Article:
Photo: Skye am i/Wikimedia

By: Sharon Aron Baron

Parkland Golf & Country Club’s large iguana problem is causing their management company to take drastic measures: they have hired a company to come in to shoot them.

Mary Banmiller, property manager with Campbell Property Management said in a letter to residents in the 800-home country club community that over the past six months, they have dealt with a huge influx of iguanas who are eating all the flowers.

The problem is, she wrote, is this is impacting the way the community looks and is affecting their budget because they’re having to replace them.

After speaking to other communities, they found they have been able to negate the problem by killing the iguanas with air rifles.

Banmiller wrote that she wanted to notify residents about this so they aren’t alarmed when they see men with air rifles shooting iguanas.

In the process, she said that the iguanas will be humanely disposed of.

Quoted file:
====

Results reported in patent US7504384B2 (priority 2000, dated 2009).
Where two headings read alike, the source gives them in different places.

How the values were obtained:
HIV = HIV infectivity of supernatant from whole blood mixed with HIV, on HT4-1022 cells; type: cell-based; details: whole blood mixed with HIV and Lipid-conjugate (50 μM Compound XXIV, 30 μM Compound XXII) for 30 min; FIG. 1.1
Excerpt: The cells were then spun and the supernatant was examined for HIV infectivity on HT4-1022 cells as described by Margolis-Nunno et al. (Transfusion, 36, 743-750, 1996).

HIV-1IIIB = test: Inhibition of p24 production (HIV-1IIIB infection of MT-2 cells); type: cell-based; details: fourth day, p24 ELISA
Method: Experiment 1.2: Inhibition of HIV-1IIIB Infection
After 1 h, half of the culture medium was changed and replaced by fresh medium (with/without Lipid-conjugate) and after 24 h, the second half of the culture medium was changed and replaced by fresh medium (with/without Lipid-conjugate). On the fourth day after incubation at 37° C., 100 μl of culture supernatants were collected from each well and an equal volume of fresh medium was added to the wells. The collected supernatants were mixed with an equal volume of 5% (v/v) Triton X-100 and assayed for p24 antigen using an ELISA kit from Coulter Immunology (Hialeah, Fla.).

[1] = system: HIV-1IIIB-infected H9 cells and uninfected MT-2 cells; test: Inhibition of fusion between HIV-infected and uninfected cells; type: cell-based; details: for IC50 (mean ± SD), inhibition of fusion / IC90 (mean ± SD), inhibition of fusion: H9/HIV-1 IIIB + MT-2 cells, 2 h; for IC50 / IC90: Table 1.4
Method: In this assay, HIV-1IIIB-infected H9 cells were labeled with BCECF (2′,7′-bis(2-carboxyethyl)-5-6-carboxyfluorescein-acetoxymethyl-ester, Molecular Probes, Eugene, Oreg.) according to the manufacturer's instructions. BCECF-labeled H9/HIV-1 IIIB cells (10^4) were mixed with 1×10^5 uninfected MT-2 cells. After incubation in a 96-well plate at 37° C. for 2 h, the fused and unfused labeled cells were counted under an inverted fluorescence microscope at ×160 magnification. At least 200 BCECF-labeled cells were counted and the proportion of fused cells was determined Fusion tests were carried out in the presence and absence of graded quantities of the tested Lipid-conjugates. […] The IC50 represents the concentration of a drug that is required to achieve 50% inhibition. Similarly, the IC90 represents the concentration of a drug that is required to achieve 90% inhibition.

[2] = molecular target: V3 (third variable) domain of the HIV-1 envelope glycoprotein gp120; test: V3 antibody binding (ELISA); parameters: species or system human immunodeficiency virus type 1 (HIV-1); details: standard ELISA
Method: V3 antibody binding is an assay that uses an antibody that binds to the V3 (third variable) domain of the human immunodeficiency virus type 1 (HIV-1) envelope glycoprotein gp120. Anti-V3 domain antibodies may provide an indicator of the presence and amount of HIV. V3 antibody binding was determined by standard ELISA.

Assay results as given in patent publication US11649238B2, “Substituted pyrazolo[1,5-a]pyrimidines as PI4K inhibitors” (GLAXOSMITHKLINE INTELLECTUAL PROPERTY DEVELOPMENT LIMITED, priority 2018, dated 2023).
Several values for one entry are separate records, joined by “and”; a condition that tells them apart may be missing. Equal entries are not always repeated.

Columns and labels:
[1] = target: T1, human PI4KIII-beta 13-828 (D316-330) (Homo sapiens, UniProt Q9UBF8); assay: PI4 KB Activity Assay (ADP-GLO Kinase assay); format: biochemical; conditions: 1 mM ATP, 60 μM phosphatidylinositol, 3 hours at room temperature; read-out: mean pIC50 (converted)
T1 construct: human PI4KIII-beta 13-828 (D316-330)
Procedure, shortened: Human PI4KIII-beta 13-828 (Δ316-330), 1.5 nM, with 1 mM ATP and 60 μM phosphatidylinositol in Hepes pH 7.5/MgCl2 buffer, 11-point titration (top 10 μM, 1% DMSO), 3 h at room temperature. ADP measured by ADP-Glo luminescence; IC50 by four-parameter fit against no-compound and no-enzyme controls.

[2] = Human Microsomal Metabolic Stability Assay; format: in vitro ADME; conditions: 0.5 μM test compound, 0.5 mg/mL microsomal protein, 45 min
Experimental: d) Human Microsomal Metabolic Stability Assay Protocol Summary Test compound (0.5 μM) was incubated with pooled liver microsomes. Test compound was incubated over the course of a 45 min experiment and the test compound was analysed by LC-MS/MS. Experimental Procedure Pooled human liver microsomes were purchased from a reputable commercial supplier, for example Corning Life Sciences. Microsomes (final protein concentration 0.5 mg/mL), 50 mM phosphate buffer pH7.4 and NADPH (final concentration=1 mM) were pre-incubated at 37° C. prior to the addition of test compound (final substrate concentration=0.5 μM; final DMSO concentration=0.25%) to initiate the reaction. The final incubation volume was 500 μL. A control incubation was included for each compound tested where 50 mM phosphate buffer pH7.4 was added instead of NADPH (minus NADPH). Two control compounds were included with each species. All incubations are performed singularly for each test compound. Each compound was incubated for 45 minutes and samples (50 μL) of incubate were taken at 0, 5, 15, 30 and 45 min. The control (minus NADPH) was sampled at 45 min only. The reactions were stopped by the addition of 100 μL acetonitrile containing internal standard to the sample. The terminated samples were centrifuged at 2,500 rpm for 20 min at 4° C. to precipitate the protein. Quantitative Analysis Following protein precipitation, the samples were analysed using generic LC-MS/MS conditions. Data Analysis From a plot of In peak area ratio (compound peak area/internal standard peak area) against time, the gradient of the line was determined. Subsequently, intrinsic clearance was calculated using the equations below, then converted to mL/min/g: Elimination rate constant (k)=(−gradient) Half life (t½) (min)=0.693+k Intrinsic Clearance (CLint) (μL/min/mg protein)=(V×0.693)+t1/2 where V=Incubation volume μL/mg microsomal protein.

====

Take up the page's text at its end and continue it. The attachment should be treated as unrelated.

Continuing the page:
According to the Fish and Wildlife Conservation Commission (FWC), iguanas are not protected in Florida except by anti-animal cruelty laws so it is legal to shoot them on private property during daylight hours with the property owners’ permission — but everyone should check with their local law enforcement agency about local laws regarding firearms before discharging them.

“I am not familiar with how we can fight them,” said Parkland Golf & Country Club resident Elsa Rozenberg.  “But I’m sure they did their due diligence to figure out what their best step is.” 

Rozenberg, who has a child at Marjory Stoneman Douglas, said she doesn’t think it’s good to see men with air rifles shooting,  but from her experience, residents have told her that iguanas are eating all the plants and mangos – and the problem has gotten worse in the past year.

“I spoke to two gardeners who said they couldn’t fight the iguana problem because it’s like a race as they keep continuing to eat [the plants].” 

A real estate agent for Keller Williams, Rozenberg said she’s not sure what the best procedure is.

“You definitely don’t want to have a huge invasion and to keep letting it grow. However, I guess I feel if I had a beautiful mango tree ruined by iguanas, I’d be upset.”

Banmiller said the procedure they will be using is approved and is being utilized as one of the most effective ways to rid the community of iguanas.

Sharon Aron Baron is the Editor of Talk Media and writer for Parkland Talk. She has been covering Parkland news since 2012. Parkland Talk was created to provide News, Views and Entertainment for the residents of Parkland.